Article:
So far, we haven’t really talked about DSD within a relationship. This is because—especially in the beginning—it’s about getting to know one another and yourself.
Think of each part of yourself as a rubber band. Your smarts, your looks, your character, your personality, your favorite flavor of ice cream, your favorite band, and your DSD. (Among a billion other things about you.)
What can you do with a rubber band?
- You can fling it at others
- You can put it on your wrist
- You can make a chain
- You can make a bouncy-ball
You get the point—you can do zillions of things with rubber bands, just as you can incorporate your DSD in many different ways.
It is one part of you—just like your favorite flavor of ice cream or your hair color—but it isn’t all of you.
Before you talk about DSD with a boyfriend or girlfriend, think about what it really means to you. There is no right or wrong answer. And, chances are, what it means to you will change with time.
Only you can decide what your DSD means to you.
Here are some examples:
“I developed as a woman in a different way”
“My Swyer’s Syndrome is something special to me—I think it makes me unique.”
“My PAIS is something that helps me see variations everywhere.”
“While I could say my CAIS means that I am limited—I won’t conceive and carry a child—It opens up a world of options for when I am ready to have a child.”
“I still don’t know what my DSD means, but I’m learning more about it. It changes a little bit every day.”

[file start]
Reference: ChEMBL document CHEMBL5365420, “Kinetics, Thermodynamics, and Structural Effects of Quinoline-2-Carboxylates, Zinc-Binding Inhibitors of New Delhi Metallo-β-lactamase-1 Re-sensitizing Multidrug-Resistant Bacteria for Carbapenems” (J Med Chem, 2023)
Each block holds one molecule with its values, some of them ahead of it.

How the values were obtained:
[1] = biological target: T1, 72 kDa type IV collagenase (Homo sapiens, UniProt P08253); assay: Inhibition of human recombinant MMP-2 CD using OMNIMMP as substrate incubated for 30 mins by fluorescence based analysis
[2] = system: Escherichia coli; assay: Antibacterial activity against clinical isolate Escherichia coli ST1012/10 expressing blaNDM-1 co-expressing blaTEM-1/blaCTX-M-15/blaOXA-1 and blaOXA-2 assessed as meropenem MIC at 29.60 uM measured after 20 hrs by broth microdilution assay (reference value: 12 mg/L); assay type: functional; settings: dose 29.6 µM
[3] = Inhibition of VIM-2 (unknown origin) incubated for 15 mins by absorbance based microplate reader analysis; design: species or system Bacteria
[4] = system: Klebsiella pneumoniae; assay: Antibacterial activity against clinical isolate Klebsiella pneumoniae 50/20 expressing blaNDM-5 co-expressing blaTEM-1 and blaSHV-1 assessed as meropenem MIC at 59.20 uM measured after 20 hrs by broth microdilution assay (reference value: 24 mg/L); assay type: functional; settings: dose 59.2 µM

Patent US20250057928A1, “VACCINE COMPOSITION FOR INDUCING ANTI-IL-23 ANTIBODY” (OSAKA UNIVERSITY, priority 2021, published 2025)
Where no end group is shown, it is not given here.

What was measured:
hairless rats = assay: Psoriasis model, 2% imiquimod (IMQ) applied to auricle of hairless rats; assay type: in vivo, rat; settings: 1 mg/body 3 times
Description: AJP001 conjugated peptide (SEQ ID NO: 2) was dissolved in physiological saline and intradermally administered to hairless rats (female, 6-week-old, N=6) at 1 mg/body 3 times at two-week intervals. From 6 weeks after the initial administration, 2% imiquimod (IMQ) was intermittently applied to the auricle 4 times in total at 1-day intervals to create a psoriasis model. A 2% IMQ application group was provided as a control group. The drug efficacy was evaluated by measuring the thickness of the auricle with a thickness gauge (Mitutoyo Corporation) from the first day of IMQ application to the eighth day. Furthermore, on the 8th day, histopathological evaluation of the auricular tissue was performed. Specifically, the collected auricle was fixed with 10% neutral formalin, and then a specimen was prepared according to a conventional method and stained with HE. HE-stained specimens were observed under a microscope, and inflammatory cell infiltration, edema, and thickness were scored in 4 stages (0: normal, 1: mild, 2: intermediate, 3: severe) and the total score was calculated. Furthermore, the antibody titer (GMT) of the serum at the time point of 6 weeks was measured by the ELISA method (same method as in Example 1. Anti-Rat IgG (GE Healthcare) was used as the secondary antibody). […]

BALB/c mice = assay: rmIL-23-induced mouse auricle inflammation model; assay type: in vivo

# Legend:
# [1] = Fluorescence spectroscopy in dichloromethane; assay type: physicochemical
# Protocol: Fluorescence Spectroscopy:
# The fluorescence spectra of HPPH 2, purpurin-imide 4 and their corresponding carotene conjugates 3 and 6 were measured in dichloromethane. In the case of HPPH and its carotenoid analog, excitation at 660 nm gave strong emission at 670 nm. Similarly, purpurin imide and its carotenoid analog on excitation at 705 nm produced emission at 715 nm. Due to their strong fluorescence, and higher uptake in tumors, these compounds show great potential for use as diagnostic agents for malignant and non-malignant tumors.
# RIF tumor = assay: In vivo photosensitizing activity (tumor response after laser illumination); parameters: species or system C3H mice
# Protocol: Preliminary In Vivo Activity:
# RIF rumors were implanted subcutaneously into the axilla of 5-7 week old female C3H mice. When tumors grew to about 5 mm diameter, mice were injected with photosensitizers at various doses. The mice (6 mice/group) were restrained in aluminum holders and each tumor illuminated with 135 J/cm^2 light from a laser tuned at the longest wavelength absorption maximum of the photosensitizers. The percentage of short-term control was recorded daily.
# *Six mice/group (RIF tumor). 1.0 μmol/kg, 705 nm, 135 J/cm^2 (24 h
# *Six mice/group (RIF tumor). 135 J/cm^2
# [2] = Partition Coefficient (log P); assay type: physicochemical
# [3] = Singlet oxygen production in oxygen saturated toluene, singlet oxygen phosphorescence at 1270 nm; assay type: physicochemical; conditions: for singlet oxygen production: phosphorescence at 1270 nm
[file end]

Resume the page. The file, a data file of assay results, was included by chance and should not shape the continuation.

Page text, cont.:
“My CAIS used to feel like a burden—now I see it as a unique gift. Instead of seeing things as “black or white,” I see a more realistic picture of the world.”
“My DSD helped me become more mature and helped me understand my body.”
“My DSD confronted me in a good way. It has helped me become more aware of my feelings and the feelings of others.”
“My DSD means I don’t have a period, and I can’t get pregnant. And that I don’t have mood swings or cramps.”
“My AIS allowed me to meet people—some of my best friends—who I might not have met otherwise.”
“My AIS really doesn’t tell me anything I didn’t already know. I’m a woman. I’m different. And every person is different in their own way.”
“So, when I found out the first time at the doctor’s clinic, I left with my mind full of new words and concepts… But really, nothing changed my body and what it does. I can’t see my chromosomes, my gonads, or my hormones. I’m still me… I’ve just heard some new words that someone else uses to describe my body. I don’t have to use them.”